How do non-hospital doctors feel about facility fees?
They’re annoyed, as you might imagine.
Dr. Brobson Lutz, a private practice physician in New Orleans and former city health director under three successive mayors, runs a private practice from a New Orleans shotgun house in the shadows of Ochsner Baptist, one of the several hospitals in the Ochsner hospital chain. Here are some things he said to our partner Jed Lipinski in his interview.
“Independent primary care clinics are just as well equipped and staffed as primary care facilities inside a hospital. In many cases, they’re better equipped. And yet you’re still paying more for the one in the hospital.”
“These neighborhood clinics, like Tulane Institute of Sports Medicine, have essentially the same operating expenses as my private practice. And yet they get a facility fee because they’re affiliated with a hospital. That’s not only unfair to the patient, it’s unfair to the primary care physician.”
Why is it unfair to them?
“Because the cost of running a private practice keeps increasing, while reimbursement rates from insurance companies have leveled out. It’s hard to maintain good employees for the reimbursement rates we get. For example, I recently dropped out of Humana’s network because they were reimbursing me less than 80 percent of Medicare, whereas they were reimbursing Ochsner more than 120 percent of Medicare. And yet those hospitals are charging facility fees on top of it and just minting money.”
What do you think about Nancy Dubois receiving a facility fee for her visit?
“I think she’s been fleeced. She may have had shoulder pain on the way in, but she got pick-pocketed on the way out.”
How did facility fees come about?
“I suspect that, like many things in medicine, there was originally a reason for charging facility fees. It was more expensive to see patients in certain situations. But in medicine as in other things in life, when you roll off into the trenches, the charlatans start taking advantage of it. That’s what’s happened with facility fees.”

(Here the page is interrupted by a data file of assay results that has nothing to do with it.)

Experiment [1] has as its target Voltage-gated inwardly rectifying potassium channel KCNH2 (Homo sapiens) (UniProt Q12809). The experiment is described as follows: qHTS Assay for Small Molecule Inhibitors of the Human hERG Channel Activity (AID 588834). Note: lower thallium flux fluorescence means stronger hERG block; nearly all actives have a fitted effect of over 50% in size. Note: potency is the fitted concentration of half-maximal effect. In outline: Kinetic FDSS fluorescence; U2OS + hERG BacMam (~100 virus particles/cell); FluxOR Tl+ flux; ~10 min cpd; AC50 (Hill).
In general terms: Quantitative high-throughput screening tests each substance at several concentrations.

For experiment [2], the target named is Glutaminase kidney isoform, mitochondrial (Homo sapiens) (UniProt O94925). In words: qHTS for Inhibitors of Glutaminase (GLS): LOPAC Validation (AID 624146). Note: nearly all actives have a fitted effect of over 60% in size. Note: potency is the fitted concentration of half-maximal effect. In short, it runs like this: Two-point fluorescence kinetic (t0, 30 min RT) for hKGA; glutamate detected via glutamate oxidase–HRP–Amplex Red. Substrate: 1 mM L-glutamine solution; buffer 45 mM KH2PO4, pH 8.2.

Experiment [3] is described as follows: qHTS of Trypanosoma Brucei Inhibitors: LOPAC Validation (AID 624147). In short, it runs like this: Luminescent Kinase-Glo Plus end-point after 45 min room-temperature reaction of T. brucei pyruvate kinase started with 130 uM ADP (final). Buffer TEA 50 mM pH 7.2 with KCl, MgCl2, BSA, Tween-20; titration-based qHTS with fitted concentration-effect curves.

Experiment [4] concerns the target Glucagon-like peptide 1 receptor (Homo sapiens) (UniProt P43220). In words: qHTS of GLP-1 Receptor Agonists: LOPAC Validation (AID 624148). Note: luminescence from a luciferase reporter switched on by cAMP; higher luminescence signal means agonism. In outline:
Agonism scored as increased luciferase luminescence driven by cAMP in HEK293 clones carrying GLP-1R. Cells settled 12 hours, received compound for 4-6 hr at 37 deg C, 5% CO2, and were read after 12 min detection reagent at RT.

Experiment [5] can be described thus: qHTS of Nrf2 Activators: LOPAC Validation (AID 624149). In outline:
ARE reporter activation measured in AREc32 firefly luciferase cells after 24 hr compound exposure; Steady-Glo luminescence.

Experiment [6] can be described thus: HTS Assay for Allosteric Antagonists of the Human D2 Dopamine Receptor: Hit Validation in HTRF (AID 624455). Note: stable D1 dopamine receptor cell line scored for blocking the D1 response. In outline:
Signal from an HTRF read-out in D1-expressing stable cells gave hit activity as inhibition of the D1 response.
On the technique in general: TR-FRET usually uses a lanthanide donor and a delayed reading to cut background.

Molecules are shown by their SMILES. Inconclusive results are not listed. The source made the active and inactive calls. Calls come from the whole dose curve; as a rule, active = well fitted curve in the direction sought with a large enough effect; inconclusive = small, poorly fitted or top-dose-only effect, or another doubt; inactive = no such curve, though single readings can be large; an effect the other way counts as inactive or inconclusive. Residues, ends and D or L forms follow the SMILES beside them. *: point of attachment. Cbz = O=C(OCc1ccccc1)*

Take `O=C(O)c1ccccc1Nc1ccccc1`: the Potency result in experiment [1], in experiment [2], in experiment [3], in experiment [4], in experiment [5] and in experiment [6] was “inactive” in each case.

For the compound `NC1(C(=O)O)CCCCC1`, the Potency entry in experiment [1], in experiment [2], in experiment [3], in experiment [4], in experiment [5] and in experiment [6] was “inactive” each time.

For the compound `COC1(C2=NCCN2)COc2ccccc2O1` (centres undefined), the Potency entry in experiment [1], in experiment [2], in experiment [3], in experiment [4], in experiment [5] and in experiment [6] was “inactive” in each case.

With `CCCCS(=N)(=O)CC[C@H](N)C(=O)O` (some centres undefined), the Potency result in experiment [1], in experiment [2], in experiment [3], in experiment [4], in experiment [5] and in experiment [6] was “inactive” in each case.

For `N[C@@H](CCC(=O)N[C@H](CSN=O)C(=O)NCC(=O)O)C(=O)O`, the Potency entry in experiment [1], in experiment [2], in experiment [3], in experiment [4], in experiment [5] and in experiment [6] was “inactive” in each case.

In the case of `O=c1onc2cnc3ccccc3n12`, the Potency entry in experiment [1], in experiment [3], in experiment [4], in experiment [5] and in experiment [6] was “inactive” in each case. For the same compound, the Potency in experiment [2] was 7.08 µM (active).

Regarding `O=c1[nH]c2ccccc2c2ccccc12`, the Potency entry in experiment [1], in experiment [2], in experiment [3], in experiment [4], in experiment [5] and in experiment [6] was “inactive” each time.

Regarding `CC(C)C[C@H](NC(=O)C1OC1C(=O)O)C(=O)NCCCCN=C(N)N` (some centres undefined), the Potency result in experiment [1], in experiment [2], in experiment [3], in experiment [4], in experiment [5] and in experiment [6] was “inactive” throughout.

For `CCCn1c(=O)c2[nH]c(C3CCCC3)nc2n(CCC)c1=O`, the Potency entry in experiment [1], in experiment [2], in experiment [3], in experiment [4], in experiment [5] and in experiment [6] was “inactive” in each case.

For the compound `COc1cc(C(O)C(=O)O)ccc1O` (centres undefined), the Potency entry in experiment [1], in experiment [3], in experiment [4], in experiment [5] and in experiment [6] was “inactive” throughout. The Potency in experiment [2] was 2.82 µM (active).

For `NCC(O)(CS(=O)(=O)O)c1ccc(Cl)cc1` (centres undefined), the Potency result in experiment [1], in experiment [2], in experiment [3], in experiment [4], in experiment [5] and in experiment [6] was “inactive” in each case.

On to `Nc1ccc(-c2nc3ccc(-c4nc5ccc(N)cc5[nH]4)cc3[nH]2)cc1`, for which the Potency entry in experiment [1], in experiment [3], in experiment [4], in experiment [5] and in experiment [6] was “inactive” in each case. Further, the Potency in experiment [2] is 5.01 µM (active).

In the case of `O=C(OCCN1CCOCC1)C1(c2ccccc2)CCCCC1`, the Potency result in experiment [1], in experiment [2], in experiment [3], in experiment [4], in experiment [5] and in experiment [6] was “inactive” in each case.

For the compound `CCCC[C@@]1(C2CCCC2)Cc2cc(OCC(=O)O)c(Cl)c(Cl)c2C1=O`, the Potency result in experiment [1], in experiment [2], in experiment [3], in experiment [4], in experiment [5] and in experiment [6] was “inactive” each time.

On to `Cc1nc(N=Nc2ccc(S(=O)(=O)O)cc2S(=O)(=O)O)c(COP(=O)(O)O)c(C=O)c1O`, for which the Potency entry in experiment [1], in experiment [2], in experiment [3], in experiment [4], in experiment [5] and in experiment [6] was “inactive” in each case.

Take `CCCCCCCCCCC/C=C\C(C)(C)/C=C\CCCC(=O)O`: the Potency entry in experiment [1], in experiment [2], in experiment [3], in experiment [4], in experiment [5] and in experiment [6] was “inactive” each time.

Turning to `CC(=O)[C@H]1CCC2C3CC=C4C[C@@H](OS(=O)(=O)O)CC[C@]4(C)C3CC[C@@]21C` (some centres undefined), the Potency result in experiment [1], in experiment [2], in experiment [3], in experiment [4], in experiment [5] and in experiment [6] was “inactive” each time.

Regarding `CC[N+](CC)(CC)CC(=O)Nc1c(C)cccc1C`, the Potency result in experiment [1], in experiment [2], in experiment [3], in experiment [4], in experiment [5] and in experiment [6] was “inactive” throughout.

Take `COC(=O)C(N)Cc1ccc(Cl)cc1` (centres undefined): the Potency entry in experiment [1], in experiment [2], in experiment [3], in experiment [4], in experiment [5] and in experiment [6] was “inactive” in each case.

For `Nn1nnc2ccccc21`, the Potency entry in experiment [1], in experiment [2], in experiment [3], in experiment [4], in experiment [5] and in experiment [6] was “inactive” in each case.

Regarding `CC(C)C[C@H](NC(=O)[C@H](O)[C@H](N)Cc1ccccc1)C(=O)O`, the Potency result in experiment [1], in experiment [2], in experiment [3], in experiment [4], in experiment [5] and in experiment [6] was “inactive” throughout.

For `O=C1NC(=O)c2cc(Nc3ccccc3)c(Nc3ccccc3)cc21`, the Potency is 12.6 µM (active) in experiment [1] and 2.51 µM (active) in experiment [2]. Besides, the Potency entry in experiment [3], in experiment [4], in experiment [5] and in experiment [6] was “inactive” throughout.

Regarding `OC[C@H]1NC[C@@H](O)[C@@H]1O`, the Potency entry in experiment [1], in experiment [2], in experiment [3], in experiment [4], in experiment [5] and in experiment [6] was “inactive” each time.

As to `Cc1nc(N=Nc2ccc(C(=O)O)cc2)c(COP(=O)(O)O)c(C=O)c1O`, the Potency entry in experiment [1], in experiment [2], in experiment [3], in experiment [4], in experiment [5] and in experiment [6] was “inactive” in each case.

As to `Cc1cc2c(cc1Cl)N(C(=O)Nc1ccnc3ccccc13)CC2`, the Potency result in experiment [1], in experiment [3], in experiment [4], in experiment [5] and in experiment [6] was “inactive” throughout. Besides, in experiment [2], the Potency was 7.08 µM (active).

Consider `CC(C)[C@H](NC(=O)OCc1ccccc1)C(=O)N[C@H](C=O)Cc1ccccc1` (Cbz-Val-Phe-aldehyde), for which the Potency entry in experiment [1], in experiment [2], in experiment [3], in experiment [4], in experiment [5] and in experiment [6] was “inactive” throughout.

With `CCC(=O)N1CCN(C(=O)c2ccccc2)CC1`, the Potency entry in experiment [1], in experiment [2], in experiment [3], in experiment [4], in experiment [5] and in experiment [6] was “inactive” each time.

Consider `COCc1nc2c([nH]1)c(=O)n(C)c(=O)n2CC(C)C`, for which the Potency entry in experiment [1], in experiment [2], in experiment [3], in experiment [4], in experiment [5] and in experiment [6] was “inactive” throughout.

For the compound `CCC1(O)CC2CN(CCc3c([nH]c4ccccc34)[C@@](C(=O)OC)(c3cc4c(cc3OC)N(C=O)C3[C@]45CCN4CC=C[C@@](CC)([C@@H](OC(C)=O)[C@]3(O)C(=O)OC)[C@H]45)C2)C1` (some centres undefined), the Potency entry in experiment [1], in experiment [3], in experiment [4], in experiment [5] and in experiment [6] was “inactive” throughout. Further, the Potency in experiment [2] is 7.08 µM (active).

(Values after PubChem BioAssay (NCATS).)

This all seems like a bad idea. How do insiders feel about this when they’re not being quoted by name?
We got this from an anonymous person who was responding to our facility fee reporting.
“A professional can only bill for the professional component i.e. interpretation either in or out of the hospital. In cardiology e.g. the credentialed cardiologists read all of the ECG’s, including their own and bill accordingly. The government allows a facility fee if done in a hospital as an outpatient. If inpatient for a federal patient it is billed according to the diagnosis global reimbursement i.e DRG. Some cardiologists will contract for an entity to bring in equipment and that company bills the technical fee and the MD bills the reading. My understanding is that since this is not a hospital setting there is no facility fee. There was an article in the Globe about 10 years ago of a patient whose derm bill went from 150 to 600 because the dermatologist had become employed by the hospital and hence a facility fee was added in. The response below is corporate BS and minimizes the money grabbing and patient stealing done by the large systems. The hospital industry lobby is probably why La still has balance billing. ER , hospital medicine, surgery centers, endoscopy centers are all skirting the intent of the law to reign in costs. The freestanding ER’s surgery centers, endoscopy, centers, cataract mills are all partnership arrangements to capture facility fees where some of that kicks back to the ‘providers.’
“For now everybody wins, but it is monkey see monkey do and if balance billing is done away with they will fold like a cheap tent. Keep digging it is time for this all to be exposed.”
Part 2: How to argue a bill.
Jeanne Pinder is the founder and CEO of ClearHealthCosts. She worked at The New York Times for almost 25 years as a reporter, editor and human resources executive, then volunteered for a buyout and founded ClearHealthCosts.
She was previously a fellow at the Tow Center for Digital Journalism at the Columbia University School of Journalism. ClearHealthCosts has won grants from the Tow-Knight Center for Entrepreneurial Journalism at the Craig Newmark Graduate School of Journalism at the City University of New York; the International Women’s Media Foundation; the John S. and James L. Knight Foundation with KQED public radio in San Francisco and KPCC in Los Angeles; the Lenfest Foundation in Philadelphia for a partnership with The Philadelphia Inquirer; and the New York State Health Foundation for a partnership with WNYC public radio/Gothamist in New York; and other honors.
Her TED talk about fixing health costs has surpassed 2 million views.